'Game of Thrones' Composer Charts Journey From Westeros to 'Westworld'

Ramin Djawadi - GOT Season 7 Premiere - Getty - H 2017
Jason LaVeris/FilmMagic/Getty Images

[Warning: this story contains spoilers for the season- seven premiere of HBO's Game of Thrones, "Dragonstone."]

On July 11, Ramin Djawadi stepped into the Walt Disney Concert Hall in Downtown Los Angeles to conduct and perform his own music from the Game of Thrones score, in honor of the new season premiere. The next morning, he woke up to the news that his score for HBO's Westworld was one of the show's 22 nominees at the 2017 Emmys. Needless to say, it was an eventful 12 hours.

"I can definitely say it was quite a week," the accomplished composer tells The Hollywood Reporter about his two recent major Thrones and Westworld moments. "Number one, I did not expect a nomination for Westworld, so I was super flattered about that. Very excited. And I had never performed at Disney Hall, so to be able to do that and to do it at the actual premiere it was absolutely amazing."

But it was far from the first time Djawadi brought music from the Seven Kingdoms to a live audience. Earlier this year, he embarked on a live concert tour that showcased the Game of Thrones score, touring cities across the country. During this time, as he was revisiting Westeros' past, he was also bracing for its future: work on composing new music for season seven was at hand, and remains at hand, as Djawadi is still working on the score for the final few episodes. 

Here's what Djawadi told THR about the winds and sounds of winter set to hit the air in the season ahead, beginning with his score for Dany's dialogue-free Dragonstone homecoming. He also weighed in on how he first became involved with Thrones, how the live concert experiences fuel his creativity, his thoughts on the Westworld nomination and the series at large as it approaches season two, and the newest project on his docket, a film called The Mountain Between Us, which has tragically little to do with Gregor Clegane.

At the premiere last week, in introducing you to the stage, David Benioff and Dan Weiss told their story about how you came to work on Game of Thrones. What's your side of the story?

It's pretty much exactly what they said: I saw the episodes, I was blown away by it, I met with them, and I was really busy at the time already. I realized that the scope of the show was so big and I didn't know if I had enough time to make it happen. A few phone calls later, they said, "Come on, Ramin. We love you so much. We have to make this work." And I loved them so much and the show so much that I said to myself, "Okay, you're not going to sleep for three months." We just dove into it, and here we are: season seven.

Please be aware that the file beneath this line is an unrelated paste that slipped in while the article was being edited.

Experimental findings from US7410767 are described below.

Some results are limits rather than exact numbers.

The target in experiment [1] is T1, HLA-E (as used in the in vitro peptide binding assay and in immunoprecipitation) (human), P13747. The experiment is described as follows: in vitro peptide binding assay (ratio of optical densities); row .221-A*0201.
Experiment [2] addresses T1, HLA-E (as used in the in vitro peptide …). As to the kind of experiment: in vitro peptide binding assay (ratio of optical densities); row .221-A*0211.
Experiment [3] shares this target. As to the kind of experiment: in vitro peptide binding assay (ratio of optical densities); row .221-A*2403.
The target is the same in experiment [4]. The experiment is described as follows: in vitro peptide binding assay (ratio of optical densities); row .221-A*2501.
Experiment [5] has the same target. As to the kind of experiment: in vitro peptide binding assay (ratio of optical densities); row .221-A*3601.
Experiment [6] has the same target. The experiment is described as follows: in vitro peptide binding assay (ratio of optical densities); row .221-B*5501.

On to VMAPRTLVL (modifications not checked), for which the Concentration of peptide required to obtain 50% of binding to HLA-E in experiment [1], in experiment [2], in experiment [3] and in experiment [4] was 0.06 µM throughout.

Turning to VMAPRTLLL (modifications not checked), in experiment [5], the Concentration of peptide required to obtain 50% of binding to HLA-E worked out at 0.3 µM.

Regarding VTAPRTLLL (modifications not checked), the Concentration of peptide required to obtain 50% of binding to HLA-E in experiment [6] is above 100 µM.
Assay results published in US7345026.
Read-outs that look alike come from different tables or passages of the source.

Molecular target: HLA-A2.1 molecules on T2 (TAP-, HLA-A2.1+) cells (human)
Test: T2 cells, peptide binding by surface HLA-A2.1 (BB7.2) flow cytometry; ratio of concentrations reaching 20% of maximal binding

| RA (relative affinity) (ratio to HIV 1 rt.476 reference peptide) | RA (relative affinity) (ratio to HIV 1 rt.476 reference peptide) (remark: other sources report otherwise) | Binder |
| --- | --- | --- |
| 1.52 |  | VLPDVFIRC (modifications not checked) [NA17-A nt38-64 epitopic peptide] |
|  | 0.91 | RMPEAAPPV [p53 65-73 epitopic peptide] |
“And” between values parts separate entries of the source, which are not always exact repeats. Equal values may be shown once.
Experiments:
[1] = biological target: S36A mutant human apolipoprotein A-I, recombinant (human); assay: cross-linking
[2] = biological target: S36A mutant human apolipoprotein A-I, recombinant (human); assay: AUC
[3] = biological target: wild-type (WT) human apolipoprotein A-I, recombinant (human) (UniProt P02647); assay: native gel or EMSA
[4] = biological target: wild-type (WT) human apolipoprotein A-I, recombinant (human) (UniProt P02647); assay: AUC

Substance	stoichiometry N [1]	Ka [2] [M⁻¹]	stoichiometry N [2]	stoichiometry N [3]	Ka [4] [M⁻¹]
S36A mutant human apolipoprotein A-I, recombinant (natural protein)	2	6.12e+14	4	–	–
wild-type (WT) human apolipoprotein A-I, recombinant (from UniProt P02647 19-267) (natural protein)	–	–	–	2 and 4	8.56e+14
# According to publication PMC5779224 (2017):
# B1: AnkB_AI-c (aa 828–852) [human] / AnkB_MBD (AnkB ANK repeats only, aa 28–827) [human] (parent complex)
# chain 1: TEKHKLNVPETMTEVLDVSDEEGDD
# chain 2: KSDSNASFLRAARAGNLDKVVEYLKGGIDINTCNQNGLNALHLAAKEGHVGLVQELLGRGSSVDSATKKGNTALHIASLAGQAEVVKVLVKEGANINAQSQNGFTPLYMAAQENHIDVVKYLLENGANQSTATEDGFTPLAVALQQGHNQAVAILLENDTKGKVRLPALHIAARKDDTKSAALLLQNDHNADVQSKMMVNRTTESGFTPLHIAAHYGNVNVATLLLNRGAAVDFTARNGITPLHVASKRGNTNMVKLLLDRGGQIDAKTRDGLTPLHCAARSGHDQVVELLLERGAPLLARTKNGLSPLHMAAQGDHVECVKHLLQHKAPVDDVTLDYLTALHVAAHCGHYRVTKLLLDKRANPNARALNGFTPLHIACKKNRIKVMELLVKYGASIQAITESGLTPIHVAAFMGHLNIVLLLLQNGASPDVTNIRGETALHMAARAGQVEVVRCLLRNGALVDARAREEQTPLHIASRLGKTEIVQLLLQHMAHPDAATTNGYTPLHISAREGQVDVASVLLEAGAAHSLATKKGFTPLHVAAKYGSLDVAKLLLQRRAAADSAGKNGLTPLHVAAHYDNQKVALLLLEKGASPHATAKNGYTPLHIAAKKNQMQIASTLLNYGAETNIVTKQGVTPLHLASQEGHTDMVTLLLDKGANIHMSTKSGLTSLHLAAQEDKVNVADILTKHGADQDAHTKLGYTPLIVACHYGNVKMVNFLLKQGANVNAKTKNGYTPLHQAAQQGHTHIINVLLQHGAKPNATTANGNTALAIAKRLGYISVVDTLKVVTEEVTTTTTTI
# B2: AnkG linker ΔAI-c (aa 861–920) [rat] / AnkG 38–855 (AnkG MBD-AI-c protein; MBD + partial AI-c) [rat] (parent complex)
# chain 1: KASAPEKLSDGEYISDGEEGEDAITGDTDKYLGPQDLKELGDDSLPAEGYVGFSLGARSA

How glad are you that you created the time to work on Game of Thrones, then? You're more than Thrones, but there's no question that this show is a central part of your life.

I'm so happy. I'm so happy I trusted my gut. Again, I loved David and Dan so much and we just clicked on that first meeting. I told myself I had to make it work and figure it out. And I did. The sleep had to give in, but looking back, it was the best experience I've ever had. We agreed on things right away. It's so special. I think you can hear that in the music, that we understood what the language of this needed to be. I'm very happy to be a part of it.

Even before the premiere this past week, you had taken the show on the road before, in the form of the Game of Thrones Live Concert Experience. For those who weren't able to attend, what would they have experienced?

It would have been the perfect preparation for season seven, because it's really a large recap of all six seasons. We sort of stayed in chronological order and played through the most iconic pieces of scenes from the show. We did it in a way that it was a very immersive experience. It wasn't "just the music," we had the visuals and we took it even further. We had pyro and fire for the dragons, and we created snow, and we had Weirwood trees...it was very visual. We wanted the audience to relive the whole experience and feel like they were in Westeros. It was so much fun. We had such a blast. And the audience really loved it. It was so great to be on that stage and really feel that response from the audience.

Did the experience of taking your music out on the road, and getting that live feedback, fuel the work you've come up with for this season?

Definitely. I'm a fan, too. I was just as excited as everybody else to see what season seven will bring us. I only get to see it a little bit earlier than everyone. On the tour, I didn't know what season seven would bring us. I was just as excited as all of the fans in the audience about playing the current music we had and looking at the current scenes, and then every night saying, "OK, everyone get ready for season seven." That included myself. I was just as pumped about it. Writing season seven, I was very inspired of now seeing where it's going and pushing further with the melodies and new themes.

Once you started settling into season seven, what were your thoughts on what this year of Thrones needed to sound like? For instance, winter is here. In the premiere, we're seeing snowscapes in places that were lush and green before...